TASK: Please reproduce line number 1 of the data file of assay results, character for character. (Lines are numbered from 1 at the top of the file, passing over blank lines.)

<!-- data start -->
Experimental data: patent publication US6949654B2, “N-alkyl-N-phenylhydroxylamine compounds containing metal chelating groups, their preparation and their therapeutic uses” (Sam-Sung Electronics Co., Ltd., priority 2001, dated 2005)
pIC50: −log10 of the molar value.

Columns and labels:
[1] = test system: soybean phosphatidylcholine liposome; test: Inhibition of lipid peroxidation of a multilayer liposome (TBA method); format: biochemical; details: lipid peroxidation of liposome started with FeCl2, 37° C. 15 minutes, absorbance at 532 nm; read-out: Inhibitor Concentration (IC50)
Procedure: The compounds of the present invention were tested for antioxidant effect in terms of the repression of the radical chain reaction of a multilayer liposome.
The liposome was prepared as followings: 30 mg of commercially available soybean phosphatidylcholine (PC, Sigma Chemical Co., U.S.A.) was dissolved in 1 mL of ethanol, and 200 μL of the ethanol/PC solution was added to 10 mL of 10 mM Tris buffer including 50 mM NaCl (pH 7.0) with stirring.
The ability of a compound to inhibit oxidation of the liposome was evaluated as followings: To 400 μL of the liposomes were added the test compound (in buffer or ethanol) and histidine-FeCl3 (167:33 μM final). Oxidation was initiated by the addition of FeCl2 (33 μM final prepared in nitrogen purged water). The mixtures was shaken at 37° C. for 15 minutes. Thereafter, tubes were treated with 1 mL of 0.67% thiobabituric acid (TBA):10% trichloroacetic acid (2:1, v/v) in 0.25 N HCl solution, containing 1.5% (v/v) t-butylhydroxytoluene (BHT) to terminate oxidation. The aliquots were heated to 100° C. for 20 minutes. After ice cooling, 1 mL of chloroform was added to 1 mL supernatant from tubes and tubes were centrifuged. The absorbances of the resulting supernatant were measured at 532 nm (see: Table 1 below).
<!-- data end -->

Experimental data: patent publication US6949654B2, “N-alkyl-N-phenylhydroxylamine compounds containing metal chelating groups, their preparation and their therapeutic uses” (Sam-Sung Electronics Co., Ltd., priority 2001, dated 2005)